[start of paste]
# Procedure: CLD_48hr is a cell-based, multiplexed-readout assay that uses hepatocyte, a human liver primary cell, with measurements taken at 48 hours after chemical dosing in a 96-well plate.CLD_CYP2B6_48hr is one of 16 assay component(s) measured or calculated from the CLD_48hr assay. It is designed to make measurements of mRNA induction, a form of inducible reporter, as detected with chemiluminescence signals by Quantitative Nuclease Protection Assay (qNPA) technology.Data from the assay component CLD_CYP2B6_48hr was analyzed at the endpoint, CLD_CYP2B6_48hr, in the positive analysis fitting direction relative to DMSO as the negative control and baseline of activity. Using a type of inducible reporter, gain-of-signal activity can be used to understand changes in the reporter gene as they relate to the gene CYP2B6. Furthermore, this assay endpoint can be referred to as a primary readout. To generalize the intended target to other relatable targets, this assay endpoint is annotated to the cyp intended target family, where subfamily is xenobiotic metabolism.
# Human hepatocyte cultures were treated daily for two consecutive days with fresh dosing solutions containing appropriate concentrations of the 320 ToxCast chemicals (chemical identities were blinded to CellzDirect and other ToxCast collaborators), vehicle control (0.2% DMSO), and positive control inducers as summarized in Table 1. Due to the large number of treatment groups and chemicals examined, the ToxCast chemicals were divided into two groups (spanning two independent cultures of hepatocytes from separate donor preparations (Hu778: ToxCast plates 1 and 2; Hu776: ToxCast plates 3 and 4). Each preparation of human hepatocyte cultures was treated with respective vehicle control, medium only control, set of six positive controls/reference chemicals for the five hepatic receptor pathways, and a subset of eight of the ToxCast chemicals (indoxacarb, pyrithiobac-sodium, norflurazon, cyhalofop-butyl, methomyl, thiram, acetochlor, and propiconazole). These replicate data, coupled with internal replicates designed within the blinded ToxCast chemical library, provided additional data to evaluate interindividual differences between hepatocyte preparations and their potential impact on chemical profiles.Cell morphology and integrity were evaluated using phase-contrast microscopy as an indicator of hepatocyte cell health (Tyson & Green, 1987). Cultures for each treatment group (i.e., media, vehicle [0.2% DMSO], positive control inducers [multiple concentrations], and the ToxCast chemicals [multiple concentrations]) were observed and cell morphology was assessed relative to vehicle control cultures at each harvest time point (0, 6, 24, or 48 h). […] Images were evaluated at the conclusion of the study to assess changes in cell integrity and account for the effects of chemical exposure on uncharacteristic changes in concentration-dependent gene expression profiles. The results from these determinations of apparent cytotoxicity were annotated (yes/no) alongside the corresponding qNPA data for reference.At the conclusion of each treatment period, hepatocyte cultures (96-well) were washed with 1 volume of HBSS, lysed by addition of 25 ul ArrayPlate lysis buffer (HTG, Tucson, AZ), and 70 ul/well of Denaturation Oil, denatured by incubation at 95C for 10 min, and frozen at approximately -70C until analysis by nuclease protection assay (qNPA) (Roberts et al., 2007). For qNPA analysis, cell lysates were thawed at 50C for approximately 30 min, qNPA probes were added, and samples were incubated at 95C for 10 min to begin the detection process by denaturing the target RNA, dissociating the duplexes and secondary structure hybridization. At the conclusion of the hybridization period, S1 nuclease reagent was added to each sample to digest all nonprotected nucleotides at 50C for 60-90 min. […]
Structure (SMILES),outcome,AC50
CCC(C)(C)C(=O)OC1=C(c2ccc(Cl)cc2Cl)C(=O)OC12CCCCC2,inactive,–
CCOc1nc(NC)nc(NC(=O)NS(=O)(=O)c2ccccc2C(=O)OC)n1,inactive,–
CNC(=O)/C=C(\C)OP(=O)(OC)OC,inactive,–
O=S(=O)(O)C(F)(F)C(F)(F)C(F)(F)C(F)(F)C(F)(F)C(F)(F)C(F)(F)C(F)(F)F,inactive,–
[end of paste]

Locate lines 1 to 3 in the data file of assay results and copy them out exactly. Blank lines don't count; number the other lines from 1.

# Procedure: CLD_48hr is a cell-based, multiplexed-readout assay that uses hepatocyte, a human liver primary cell, with measurements taken at 48 hours after chemical dosing in a 96-well plate.CLD_CYP2B6_48hr is one of 16 assay component(s) measured or calculated from the CLD_48hr assay. It is designed to make measurements of mRNA induction, a form of inducible reporter, as detected with chemiluminescence signals by Quantitative Nuclease Protection Assay (qNPA) technology.Data from the assay component CLD_CYP2B6_48hr was analyzed at the endpoint, CLD_CYP2B6_48hr, in the positive analysis fitting direction relative to DMSO as the negative control and baseline of activity. Using a type of inducible reporter, gain-of-signal activity can be used to understand changes in the reporter gene as they relate to the gene CYP2B6. Furthermore, this assay endpoint can be referred to as a primary readout. To generalize the intended target to other relatable targets, this assay endpoint is annotated to the cyp intended target family, where subfamily is xenobiotic metabolism.
# Human hepatocyte cultures were treated daily for two consecutive days with fresh dosing solutions containing appropriate concentrations of the 320 ToxCast chemicals (chemical identities were blinded to CellzDirect and other ToxCast collaborators), vehicle control (0.2% DMSO), and positive control inducers as summarized in Table 1. Due to the large number of treatment groups and chemicals examined, the ToxCast chemicals were divided into two groups (spanning two independent cultures of hepatocytes from separate donor preparations (Hu778: ToxCast plates 1 and 2; Hu776: ToxCast plates 3 and 4). Each preparation of human hepatocyte cultures was treated with respective vehicle control, medium only control, set of six positive controls/reference chemicals for the five hepatic receptor pathways, and a subset of eight of the ToxCast chemicals (indoxacarb, pyrithiobac-sodium, norflurazon, cyhalofop-butyl, methomyl, thiram, acetochlor, and propiconazole). These replicate data, coupled with internal replicates designed within the blinded ToxCast chemical library, provided additional data to evaluate interindividual differences between hepatocyte preparations and their potential impact on chemical profiles.Cell morphology and integrity were evaluated using phase-contrast microscopy as an indicator of hepatocyte cell health (Tyson & Green, 1987). Cultures for each treatment group (i.e., media, vehicle [0.2% DMSO], positive control inducers [multiple concentrations], and the ToxCast chemicals [multiple concentrations]) were observed and cell morphology was assessed relative to vehicle control cultures at each harvest time point (0, 6, 24, or 48 h). […] Images were evaluated at the conclusion of the study to assess changes in cell integrity and account for the effects of chemical exposure on uncharacteristic changes in concentration-dependent gene expression profiles. The results from these determinations of apparent cytotoxicity were annotated (yes/no) alongside the corresponding qNPA data for reference.At the conclusion of each treatment period, hepatocyte cultures (96-well) were washed with 1 volume of HBSS, lysed by addition of 25 ul ArrayPlate lysis buffer (HTG, Tucson, AZ), and 70 ul/well of Denaturation Oil, denatured by incubation at 95C for 10 min, and frozen at approximately -70C until analysis by nuclease protection assay (qNPA) (Roberts et al., 2007). For qNPA analysis, cell lysates were thawed at 50C for approximately 30 min, qNPA probes were added, and samples were incubated at 95C for 10 min to begin the detection process by denaturing the target RNA, dissociating the duplexes and secondary structure hybridization. At the conclusion of the hybridization period, S1 nuclease reagent was added to each sample to digest all nonprotected nucleotides at 50C for 60-90 min. […]
Structure (SMILES),outcome,AC50